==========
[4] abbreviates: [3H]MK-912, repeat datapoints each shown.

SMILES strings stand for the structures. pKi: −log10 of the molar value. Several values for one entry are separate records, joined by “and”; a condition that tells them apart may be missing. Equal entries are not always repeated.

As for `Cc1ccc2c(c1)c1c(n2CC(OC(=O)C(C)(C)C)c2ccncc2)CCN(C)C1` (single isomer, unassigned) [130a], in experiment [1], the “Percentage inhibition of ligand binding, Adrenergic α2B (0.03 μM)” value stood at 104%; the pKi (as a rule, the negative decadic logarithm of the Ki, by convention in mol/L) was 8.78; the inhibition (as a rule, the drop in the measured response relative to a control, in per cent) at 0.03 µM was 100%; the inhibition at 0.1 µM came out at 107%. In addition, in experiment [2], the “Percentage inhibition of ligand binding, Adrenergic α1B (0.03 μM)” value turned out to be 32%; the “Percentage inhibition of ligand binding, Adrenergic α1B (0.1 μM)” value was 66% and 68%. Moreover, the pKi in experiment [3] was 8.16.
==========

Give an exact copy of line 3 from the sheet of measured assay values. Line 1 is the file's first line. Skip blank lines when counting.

As for `Cc1ccc2c(c1)c1c(n2CC(OC(=O)C(C)(C)C)c2ccncc2)CCN(C)C1` (single isomer, unassigned) [130a], in experiment [1], the “Percentage inhibition of ligand binding, Adrenergic α2B (0.03 μM)” value stood at 104%; the pKi (as a rule, the negative decadic logarithm of the Ki, by convention in mol/L) was 8.78; the inhibition (as a rule, the drop in the measured response relative to a control, in per cent) at 0.03 µM was 100%; the inhibition at 0.1 µM came out at 107%. In addition, in experiment [2], the “Percentage inhibition of ligand binding, Adrenergic α1B (0.03 μM)” value turned out to be 32%; the “Percentage inhibition of ligand binding, Adrenergic α1B (0.1 μM)” value was 66% and 68%. Moreover, the pKi in experiment [3] was 8.16.